Let $X$ be a (smooth, irreducible) curve of degree $d$ in $\mathbb{P}^2_k$ where $k$ is an algebraically closed field of characteristic $0.$ We say that a line of $\mathbb{P}^2_k$ is a multiple tangent of $X$ if it is tangent to $X$ at more than one point. If $L$ is a multiple tangent of $X,$ tangent to $X$ at the points $P_1, \ldots, P_r$ and if none of the $P_i$ is an inflection point, show that the corresponding point of the dual curve $X^*$ is an ordinary $r$-fold point, meaning that it is a point of multiplicity $r$ with distinct tangent directions.

This is a question from Hartshorne, and while I believe I know how to prove it (with different methods), I don't think is the kind of solution the exercise warrants. Let me briefly outline the methods I know of how to prove this:

- Assume that we know that the Gauss map $X \rightarrow X^*$ is birational. Then it follows that $X$ is the normalization of $X^*$ and we can identify the Gauss map with successive blow-ups at singularities of $X^*.$ Then one checks that essentially by definition that the point $L$ is an ordinary $r$-fold point. To know that the Gauss map is birational, one can argue by the biduality theorem for plane curves in characteristic $0.$
- Use the Lefschetz principle to reduce to when $X$ is a curve over $\mathbb{C}$ and argue using the analytic topology / by geometry.
- Pass to completions and try to define the Gauss map locally.

All of these methods seems to me to be somewhat against the spirit of the material that Hartshorne has introduced so far in the book. The first of the above items uses the biduality theorem, which, while not extremely hard to prove, still is quite a lot for this The second is not algebraic at all the last seems somewhat of a stretch.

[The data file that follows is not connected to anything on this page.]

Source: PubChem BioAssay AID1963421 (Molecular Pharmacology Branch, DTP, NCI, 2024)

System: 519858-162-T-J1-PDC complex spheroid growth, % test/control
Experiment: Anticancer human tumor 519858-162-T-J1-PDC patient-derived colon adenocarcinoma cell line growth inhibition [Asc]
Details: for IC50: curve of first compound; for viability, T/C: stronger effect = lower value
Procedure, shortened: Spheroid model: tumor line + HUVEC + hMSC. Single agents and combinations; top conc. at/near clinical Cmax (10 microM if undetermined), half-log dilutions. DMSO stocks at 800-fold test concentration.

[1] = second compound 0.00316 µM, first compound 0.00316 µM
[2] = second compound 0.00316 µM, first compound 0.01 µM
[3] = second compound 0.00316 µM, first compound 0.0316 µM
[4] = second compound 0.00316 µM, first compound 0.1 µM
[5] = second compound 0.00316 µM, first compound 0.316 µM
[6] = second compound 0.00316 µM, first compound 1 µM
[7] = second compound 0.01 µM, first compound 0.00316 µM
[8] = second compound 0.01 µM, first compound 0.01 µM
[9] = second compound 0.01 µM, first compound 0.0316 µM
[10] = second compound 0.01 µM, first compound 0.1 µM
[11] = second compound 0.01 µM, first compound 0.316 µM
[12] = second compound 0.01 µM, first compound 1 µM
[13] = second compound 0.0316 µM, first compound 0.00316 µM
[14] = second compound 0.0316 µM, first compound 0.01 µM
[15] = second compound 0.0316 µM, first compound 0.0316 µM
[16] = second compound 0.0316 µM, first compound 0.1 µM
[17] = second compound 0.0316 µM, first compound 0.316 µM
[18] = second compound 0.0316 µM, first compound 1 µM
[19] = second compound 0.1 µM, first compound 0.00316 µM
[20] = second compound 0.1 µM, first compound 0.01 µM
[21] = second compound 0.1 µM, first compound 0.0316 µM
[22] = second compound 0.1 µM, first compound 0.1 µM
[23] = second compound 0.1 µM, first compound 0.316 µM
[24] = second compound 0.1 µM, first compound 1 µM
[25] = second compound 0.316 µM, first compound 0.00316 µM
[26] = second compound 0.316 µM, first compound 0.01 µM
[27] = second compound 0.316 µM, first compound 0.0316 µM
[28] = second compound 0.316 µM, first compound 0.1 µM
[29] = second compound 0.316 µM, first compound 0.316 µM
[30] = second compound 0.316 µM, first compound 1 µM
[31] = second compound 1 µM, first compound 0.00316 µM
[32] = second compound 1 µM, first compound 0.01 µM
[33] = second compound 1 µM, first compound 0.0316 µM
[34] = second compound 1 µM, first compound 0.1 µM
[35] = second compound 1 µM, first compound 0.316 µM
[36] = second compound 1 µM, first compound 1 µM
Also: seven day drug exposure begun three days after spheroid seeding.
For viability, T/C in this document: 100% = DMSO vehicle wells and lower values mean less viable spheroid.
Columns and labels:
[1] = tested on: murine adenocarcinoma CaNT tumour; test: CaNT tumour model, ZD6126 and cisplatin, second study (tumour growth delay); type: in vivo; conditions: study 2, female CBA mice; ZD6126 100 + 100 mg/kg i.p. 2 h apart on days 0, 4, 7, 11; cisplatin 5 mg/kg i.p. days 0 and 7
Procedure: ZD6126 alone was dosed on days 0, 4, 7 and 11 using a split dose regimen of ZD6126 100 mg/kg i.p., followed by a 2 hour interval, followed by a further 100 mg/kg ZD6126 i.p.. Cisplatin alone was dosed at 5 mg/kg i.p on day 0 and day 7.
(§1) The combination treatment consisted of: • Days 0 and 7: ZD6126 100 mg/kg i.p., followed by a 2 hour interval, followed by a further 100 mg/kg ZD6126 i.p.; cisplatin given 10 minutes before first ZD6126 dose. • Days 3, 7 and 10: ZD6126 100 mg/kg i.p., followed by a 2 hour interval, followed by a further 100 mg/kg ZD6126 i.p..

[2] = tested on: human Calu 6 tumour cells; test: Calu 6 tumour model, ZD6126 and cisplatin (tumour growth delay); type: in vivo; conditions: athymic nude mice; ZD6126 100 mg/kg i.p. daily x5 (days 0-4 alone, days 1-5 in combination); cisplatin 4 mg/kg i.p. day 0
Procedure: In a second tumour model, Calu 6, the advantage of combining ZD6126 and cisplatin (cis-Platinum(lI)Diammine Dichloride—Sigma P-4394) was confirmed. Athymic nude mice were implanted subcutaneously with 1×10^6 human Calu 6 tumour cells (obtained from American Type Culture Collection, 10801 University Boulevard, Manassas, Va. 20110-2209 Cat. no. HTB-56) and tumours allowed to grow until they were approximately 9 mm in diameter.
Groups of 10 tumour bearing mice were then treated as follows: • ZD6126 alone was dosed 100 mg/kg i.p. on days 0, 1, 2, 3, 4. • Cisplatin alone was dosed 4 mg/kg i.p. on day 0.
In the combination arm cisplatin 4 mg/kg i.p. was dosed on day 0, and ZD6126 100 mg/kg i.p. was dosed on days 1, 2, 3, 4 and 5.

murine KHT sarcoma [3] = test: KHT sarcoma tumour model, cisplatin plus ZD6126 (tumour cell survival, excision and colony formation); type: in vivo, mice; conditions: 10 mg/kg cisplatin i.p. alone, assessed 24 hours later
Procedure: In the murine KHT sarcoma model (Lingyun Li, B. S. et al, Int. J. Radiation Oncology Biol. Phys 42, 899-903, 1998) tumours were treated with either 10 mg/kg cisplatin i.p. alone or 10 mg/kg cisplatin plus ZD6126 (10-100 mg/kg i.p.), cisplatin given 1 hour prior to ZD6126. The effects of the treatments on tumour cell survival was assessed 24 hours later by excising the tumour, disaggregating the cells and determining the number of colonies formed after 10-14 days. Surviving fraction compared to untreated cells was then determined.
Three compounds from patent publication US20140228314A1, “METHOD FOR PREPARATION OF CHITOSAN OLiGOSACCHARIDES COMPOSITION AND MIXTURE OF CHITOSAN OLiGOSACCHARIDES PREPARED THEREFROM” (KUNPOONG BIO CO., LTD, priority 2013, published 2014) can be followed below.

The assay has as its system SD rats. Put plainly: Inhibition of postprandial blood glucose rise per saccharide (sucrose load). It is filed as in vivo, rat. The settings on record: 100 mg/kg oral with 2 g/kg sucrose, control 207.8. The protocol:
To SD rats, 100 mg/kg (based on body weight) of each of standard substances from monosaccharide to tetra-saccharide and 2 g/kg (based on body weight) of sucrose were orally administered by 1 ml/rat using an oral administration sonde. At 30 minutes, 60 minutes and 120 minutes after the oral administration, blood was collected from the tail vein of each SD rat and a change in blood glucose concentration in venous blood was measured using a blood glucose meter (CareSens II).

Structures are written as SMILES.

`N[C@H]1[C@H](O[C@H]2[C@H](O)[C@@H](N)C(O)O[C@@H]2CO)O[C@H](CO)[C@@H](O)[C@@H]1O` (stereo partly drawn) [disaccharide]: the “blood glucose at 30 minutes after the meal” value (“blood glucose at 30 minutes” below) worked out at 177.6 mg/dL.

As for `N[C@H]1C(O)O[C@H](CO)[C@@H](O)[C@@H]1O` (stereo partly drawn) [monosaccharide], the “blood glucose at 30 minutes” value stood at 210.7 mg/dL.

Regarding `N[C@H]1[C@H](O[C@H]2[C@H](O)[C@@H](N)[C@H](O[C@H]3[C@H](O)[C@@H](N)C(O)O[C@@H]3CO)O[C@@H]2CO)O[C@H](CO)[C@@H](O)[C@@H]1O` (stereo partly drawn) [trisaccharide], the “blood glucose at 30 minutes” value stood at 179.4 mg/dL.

I would be very grateful for a purely algebraic solution of this exercise. Let me explain what I mean by a purely algebraic solution. In some sense, it should only use elementary machinery from scheme theory and not go to the analytic category. If completions are neccessary, they can be used but I would prefer something not using that. Further, I would (if possible) want it to be a proof that would hold true in characteristic $p>0$ as well.

This question has previously been posted to math.stackexchange, but the answers I received was not what I was looking for so I thought I would post it here. I apologize if this is not the right forum for this question, but I am really curious.